The transcriptional response to photoperiod was much larger than the response elicited by the genotype at the EID1 or LNK2 loci, affecting roughly half of the tomato transcriptome. This strong response is difficult to compare with previous studies that used other species, methods, significance thresholds and sample collection times. However, scanning of the literature revealed photoperiod effects that range from 50% of the transcriptome in the perennial grass Panicum hallii [9], to 20% in Medicago or Arabidopsis [39].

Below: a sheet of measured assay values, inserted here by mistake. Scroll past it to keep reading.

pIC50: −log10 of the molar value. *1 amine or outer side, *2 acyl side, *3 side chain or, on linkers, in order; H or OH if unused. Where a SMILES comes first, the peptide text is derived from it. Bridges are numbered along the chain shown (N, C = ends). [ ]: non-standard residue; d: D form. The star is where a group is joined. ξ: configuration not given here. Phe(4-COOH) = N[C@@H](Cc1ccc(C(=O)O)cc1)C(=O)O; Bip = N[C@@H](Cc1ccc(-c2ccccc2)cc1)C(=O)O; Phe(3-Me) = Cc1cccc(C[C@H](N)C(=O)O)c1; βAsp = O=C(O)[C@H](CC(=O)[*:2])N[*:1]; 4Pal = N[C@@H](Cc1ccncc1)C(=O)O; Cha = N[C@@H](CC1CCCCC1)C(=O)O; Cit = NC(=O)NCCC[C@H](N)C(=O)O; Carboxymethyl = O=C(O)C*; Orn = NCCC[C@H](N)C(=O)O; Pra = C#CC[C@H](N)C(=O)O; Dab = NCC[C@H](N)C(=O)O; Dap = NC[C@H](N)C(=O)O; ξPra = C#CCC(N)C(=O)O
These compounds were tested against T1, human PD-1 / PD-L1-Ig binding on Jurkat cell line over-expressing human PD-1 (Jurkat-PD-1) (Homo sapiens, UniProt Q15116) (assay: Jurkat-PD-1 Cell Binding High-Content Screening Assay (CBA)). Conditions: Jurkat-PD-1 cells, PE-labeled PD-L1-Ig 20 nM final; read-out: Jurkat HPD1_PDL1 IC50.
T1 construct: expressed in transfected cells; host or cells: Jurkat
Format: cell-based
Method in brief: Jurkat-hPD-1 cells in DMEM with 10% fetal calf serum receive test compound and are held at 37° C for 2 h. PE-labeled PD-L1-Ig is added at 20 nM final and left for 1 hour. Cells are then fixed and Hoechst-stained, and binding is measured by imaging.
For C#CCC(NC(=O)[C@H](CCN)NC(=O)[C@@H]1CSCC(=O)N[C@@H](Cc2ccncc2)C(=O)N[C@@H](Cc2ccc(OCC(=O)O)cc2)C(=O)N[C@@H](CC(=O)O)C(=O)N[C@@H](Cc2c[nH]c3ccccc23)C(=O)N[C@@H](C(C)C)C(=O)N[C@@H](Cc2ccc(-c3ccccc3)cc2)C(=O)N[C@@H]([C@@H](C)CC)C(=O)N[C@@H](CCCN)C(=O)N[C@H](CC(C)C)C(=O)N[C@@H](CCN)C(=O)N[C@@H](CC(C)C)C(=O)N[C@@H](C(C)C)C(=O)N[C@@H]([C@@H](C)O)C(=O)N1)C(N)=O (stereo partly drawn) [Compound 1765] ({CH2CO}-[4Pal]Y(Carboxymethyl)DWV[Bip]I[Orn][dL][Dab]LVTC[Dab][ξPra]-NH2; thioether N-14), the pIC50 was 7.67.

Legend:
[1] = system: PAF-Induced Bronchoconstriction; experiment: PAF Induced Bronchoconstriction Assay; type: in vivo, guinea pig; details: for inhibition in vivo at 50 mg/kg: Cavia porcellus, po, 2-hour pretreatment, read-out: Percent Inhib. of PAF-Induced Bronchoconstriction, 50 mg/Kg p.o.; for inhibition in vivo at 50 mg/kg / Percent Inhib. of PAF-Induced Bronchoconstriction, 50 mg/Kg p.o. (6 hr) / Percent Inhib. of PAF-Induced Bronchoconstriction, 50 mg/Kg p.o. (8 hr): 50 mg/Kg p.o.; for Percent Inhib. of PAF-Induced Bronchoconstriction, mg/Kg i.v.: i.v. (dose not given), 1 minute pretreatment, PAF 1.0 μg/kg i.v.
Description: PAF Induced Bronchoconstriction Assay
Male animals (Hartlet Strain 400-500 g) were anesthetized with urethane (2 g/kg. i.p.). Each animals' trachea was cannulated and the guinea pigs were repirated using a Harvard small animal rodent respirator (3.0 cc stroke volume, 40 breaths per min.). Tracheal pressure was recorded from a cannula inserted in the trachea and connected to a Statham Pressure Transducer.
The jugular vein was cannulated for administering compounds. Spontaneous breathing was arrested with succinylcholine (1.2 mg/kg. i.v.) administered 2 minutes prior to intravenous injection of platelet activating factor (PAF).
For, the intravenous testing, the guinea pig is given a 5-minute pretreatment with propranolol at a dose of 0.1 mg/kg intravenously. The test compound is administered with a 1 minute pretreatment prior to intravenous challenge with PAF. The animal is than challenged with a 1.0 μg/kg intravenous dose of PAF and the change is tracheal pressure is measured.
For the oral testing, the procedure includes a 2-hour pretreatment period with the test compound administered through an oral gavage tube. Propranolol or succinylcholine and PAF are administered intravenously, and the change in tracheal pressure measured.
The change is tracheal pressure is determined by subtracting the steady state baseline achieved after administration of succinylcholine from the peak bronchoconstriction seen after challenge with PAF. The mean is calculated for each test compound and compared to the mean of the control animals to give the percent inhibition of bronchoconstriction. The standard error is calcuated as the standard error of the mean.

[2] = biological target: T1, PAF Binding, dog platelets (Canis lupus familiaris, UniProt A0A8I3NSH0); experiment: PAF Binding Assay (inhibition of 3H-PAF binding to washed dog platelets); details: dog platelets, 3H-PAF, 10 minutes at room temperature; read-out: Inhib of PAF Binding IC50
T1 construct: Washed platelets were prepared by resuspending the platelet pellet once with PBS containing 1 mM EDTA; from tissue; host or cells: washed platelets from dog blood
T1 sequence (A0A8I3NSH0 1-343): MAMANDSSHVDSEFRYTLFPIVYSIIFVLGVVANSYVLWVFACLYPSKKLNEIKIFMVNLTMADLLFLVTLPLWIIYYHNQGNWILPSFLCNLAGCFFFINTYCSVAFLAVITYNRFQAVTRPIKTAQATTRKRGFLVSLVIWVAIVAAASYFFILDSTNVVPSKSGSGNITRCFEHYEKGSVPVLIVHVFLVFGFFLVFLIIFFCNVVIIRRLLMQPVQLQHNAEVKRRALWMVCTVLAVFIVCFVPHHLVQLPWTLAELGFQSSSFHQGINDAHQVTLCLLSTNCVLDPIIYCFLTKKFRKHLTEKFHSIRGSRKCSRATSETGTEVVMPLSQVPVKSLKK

The large number of transcripts affected by photoperiod in our experiment is likely to be caused, at least in part, by the phase change induced by the light treatment. In effect, most transcripts whose expression oscillate during the day are significantly affected by photoperiod following a pattern in which afternoon-expressed genes are downregulated and late-night-expressed genes are upregulated. Using the molecular timetable method we found that this pattern would fit a global phase delay of cycling genes in response to long days, which is similar to what has been observed in other plants such as Arabidopsis [10, 11] and Panicum hallii [9]. In contrast, while our method based on a single time point estimates an average phase delay of 0.8 h (Fig. 3D), full time-course datasets performed in Arabidopsis and Panicum hallii [9, 10] estimate this phase change to be around 4 h. It is very likely that this discordance in the estimation of phase differences induced by photoperiod between our study and those of others is due to the low accuracy of our method, which is based in a prediction from a single time point, while the other studies are based on datasets with multiple samples collected at regular intervals during one or various days [9, 10]. Phase estimates using full time-course data are more precise due to simpler calculations, but methods that estimate phase from a single time point are gaining popularity because of their low cost and experimental simplification [36, 40, 41]. Nevertheless, precise photoperiod-induced phase change estimation in tomato would require measuring expression from samples collected at regular intervals during at least one-day in both conditions.